Modulation of Minority Carriers in the C-V Characteristics of MIS Tunneling Diode by Surrounding MOS Capacitor

Thursday, 5 October 2017: 11:00
Chesapeake D (Gaylord National Resort and Convention Center)
T. H. Lee, C. S. Liao, and J. G. Hwu (National Taiwan University)
From previous studies on MIS tunneling diode (MIS TD) with surrounding MOS capacitor devices, I-V characteristics of MIS TD changed when various gate voltages of surrounding device were applied. [1] [2] However, the C-V behavior hadn’t been discussed before. In this work, in order to understand the mechanism of carrier transportation, C-V measurement on MIS TD under low to high frequencies was practiced in the meantime of I-V measurement. From the different response of inversion charge to gate voltages and to frequencies, a new vision of minority carrier modulation by surrounding device is proposed in this letter.

The device set under study is shown in Fig. 1, composed of an inner round-shaped MIS TD, and an outer circle of MOS capacitor device which fully surrounds the inner MIS TD; in addition to substrate, there were three terminals for each device set. The inner MIS TD was designed with a gate area of ~2.2x104 μm2 (radius 83.6 μm), and the spacing to the outer gate is 12.6 μm, which is defined by lithography and wet etch. With an equivalent oxide thicknesses (EOT) of 32A, the gate dielectric of inner and outer devices was both made of SiO2grown by anodized oxidation process at the same time on a P-type substrate. [3]

In Fig. 2a and 2b show the I-V and C-V (at AC 1 kHz) characteristics of the inner MIS TD respectively (ITD-VTD and CTD-VTD), under various outer gate bias (Vg). Firstly, when Vg was biased at flat-band voltage of the outer device (black lines, Vg=VFB= -0.9V), the ITD saturated at ~5pA at positive VTD, because the substrate depleted and the minority carriers were limited due to absence of supply of electrons, also reflected in the low CTD at inversion side. As Vg changing to >VFB (-0.3V~+1V), the ITD at positive VTD increased significantly (~1000X of Vg= -0.9V at VTD 1.5V), and unlike the saturation behavior when Vg= -0.9V, ITD exponentially increased with greater VTD. Meanwhile, CTD-VTD of Fig. 2b showed more capacitance response at inversion side (blue line). These changes in I-V and C-V characteristics were explained by the appearance of excess minority carriers, which are believed to be supplied from the inversion layer under the outer gate (Vg > VFB). From multiple-frequency CTD-VTD in Fig. 2c, it was learned that enough time is still required for the minority carriers to response to VTD.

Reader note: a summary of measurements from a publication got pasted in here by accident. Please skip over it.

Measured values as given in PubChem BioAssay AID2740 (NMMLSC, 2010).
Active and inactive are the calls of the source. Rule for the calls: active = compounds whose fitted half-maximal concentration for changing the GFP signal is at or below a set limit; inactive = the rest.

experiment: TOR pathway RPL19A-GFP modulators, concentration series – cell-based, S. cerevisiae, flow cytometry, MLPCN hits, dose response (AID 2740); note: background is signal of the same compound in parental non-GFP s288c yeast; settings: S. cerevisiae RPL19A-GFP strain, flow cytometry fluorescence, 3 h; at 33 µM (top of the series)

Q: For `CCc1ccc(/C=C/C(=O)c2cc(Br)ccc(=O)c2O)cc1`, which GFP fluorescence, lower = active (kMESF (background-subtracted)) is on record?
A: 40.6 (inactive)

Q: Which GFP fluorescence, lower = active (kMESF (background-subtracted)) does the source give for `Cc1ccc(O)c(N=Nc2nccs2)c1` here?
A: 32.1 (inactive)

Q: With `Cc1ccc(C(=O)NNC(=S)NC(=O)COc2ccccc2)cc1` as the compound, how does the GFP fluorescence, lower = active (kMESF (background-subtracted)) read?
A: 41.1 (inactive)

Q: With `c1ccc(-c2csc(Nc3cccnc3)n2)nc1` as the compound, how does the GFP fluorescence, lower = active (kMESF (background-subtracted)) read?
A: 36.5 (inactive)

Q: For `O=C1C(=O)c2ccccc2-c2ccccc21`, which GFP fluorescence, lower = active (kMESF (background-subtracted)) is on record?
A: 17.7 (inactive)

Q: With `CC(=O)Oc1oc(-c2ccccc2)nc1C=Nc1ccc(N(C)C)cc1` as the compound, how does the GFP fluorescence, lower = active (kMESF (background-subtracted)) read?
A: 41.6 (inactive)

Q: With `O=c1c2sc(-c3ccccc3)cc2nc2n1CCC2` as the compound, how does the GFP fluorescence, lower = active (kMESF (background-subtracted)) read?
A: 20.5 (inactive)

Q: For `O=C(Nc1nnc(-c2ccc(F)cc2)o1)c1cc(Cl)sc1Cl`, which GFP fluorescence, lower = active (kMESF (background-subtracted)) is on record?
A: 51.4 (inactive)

Another device set with a thinner EOT of 22A was studied through similar I-V and C-V analyses. As Fig. 3b shows, unlike the device set with EOT 32A, the CTD-VTD response at inversion side for Vg>VFB disappeared. After checking the current flows among inner gate, outer gate and substrate, much greater gate leakage at outer device was found. The model proposed was that most of the electrons preferred directly tunneling through outer gate instead of diffusing to neighboring inner gate. As a result, a much less ITD change (~7X) as Vg switched from -0.9V to 0V than the device set with an EOT of 32A (~1000X), as shown in Fig. 3a. Moreover, even lower ITDat greater Vg= 1V also indicated that more serious direct tunneling at outer gate was taking away the supply of minority for inner MIS TD.

In this work, the mechanism of Vg influence on ITD-VTD was modeled by the modulation of minority carriers through C-V and I-V analyses. To achieve higher ITDOn/Off ratio, besides the supply of minority carriers, the prevention of minority carriers leaking through the outer gate is essential as well.

This work was supported by the Ministry of Science and Technology of Taiwan, ROC, under Contract No. MOST 105-2221-E-002-180-MY3.


[1] C. S. Liao and J. G. Hwu, IEEE Trans. Electron Devices, vol. 62, no. 6, (2015)

[2] C. S. Liao and J. G. Hwu, IEEE Trans. Electron Devices, vol. 63, no. 7, (2016)

[3] C. C. Ting, Y. H. Shih, and J. G. Hwu, IEEE Trans. Electron Devices, vol. 49, no. 1, (2002)